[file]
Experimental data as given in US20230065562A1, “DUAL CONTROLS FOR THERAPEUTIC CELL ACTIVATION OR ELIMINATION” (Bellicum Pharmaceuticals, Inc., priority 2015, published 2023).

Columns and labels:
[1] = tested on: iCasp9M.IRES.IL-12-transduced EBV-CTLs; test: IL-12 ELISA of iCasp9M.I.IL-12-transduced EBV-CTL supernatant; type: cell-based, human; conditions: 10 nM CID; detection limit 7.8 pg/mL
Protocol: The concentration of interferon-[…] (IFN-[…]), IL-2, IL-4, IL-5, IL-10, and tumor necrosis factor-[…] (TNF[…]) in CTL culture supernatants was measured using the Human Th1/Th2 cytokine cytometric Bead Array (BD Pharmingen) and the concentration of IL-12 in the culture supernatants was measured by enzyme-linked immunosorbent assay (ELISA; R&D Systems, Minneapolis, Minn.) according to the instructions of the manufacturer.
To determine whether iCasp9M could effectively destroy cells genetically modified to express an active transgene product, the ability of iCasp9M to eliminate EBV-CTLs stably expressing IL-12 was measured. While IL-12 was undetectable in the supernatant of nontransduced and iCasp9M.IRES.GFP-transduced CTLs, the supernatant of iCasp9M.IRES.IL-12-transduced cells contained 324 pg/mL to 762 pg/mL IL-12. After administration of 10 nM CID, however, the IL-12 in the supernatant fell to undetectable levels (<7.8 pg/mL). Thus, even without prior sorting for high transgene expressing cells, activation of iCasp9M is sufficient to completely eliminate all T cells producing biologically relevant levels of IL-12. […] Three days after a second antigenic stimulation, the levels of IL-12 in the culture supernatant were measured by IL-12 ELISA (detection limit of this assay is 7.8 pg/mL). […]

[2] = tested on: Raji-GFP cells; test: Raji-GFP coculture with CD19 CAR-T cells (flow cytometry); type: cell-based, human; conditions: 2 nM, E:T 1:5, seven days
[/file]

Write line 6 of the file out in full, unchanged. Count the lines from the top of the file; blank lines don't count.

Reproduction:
[2] = tested on: Raji-GFP cells; test: Raji-GFP coculture with CD19 CAR-T cells (flow cytometry); type: cell-based, human; conditions: 2 nM, E:T 1:5, seven days